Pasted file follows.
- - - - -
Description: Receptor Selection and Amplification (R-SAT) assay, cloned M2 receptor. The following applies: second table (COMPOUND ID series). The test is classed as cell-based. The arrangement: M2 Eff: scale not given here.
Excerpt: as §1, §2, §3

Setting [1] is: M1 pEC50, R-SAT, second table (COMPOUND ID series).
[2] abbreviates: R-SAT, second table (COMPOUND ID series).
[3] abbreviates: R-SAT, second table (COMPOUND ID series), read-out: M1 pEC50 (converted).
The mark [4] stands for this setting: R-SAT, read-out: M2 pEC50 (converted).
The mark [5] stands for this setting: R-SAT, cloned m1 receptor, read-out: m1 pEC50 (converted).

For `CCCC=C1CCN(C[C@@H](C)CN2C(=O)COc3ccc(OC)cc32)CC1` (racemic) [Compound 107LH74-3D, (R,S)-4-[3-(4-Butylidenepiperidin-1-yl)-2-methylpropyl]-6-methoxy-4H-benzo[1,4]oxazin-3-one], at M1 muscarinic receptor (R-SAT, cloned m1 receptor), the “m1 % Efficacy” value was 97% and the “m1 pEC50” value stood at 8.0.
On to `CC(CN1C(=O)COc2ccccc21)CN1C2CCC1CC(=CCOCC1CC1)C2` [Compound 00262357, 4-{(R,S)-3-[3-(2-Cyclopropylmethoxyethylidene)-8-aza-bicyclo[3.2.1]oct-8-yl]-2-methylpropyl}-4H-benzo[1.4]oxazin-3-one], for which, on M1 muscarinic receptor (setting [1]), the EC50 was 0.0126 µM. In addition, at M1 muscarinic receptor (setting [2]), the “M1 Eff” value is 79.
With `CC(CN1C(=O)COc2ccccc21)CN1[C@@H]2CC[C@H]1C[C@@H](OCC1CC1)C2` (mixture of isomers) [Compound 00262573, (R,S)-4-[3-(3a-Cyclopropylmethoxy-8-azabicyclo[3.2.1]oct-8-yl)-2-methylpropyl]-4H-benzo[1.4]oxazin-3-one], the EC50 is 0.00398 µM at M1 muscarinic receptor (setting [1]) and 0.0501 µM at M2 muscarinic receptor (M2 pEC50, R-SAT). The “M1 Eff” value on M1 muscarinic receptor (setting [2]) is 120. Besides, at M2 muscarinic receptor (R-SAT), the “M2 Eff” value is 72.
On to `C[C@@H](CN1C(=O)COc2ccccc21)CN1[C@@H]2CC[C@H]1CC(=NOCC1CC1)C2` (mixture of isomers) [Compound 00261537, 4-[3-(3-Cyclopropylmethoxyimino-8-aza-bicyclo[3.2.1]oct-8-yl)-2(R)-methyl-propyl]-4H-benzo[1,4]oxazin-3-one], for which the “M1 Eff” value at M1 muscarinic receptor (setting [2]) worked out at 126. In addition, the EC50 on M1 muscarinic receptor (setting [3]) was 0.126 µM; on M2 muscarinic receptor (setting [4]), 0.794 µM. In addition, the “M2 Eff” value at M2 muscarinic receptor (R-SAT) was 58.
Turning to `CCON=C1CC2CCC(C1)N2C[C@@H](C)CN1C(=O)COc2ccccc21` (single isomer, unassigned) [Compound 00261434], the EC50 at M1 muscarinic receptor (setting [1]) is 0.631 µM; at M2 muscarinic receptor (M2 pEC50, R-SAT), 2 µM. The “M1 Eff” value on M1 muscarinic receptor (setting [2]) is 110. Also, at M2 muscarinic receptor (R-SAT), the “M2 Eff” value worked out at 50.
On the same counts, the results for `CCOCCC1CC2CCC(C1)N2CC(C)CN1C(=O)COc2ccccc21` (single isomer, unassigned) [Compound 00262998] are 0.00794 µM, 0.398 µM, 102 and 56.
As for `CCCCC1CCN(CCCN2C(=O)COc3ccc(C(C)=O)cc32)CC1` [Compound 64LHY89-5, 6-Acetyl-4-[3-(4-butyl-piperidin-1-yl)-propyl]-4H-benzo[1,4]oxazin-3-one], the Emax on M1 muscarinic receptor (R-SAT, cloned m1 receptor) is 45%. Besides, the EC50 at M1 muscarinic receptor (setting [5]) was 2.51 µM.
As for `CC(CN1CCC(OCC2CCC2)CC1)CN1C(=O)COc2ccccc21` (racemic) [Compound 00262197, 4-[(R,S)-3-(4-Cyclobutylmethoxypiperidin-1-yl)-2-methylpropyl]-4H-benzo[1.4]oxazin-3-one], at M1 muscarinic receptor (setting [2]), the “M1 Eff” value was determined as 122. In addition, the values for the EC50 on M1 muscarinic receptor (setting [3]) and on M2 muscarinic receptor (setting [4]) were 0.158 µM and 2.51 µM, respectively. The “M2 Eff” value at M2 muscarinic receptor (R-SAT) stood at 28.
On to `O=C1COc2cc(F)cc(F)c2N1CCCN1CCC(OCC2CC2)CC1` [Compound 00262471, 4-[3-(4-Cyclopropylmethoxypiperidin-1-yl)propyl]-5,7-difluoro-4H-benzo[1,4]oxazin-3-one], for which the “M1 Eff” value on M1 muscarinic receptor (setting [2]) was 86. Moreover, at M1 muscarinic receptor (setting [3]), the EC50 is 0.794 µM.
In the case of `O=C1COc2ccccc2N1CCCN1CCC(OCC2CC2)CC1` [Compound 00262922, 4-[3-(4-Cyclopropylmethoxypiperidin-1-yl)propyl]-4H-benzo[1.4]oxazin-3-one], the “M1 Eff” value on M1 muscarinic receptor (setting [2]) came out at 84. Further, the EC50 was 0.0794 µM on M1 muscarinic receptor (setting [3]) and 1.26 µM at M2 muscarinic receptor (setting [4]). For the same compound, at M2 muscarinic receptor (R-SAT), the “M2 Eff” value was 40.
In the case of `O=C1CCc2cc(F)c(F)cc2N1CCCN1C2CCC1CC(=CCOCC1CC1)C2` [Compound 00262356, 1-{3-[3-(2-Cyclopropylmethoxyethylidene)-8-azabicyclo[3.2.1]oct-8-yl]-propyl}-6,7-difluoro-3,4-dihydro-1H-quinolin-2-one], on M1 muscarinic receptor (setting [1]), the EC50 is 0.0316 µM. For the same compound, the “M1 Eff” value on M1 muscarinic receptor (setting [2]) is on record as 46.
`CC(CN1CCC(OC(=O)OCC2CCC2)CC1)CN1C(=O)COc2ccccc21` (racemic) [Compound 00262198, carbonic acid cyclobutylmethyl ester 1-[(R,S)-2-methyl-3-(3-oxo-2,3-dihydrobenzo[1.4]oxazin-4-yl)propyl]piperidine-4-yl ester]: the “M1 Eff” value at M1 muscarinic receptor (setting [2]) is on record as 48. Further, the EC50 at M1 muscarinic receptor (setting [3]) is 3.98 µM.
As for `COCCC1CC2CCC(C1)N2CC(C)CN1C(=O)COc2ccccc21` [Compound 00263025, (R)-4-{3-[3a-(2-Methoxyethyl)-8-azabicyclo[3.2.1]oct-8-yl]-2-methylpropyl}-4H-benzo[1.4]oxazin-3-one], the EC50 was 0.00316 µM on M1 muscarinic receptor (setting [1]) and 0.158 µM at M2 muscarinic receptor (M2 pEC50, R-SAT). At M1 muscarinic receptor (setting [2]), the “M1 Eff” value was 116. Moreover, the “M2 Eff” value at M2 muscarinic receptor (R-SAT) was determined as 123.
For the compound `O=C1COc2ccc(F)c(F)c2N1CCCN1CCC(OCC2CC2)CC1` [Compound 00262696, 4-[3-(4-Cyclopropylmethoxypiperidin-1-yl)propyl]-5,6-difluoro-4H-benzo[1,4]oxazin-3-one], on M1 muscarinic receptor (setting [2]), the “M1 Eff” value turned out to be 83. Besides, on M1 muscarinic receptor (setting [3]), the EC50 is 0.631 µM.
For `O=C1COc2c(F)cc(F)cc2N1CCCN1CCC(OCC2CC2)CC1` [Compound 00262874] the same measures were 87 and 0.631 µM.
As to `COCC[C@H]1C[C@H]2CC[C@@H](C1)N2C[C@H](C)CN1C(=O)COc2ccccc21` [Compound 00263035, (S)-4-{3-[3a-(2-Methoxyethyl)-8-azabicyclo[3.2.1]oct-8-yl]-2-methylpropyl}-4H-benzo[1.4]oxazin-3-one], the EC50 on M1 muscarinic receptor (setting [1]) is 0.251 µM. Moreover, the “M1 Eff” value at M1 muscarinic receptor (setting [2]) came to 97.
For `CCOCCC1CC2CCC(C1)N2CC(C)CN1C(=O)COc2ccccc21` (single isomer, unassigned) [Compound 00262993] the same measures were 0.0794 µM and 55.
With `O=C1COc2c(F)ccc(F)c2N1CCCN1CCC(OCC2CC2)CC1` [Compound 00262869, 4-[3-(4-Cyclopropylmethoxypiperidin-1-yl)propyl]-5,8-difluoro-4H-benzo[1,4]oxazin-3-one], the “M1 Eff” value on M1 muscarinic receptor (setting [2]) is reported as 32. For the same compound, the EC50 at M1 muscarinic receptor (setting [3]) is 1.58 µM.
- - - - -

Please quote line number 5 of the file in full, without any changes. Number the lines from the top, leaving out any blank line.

[3] abbreviates: R-SAT, second table (COMPOUND ID series), read-out: M1 pEC50 (converted).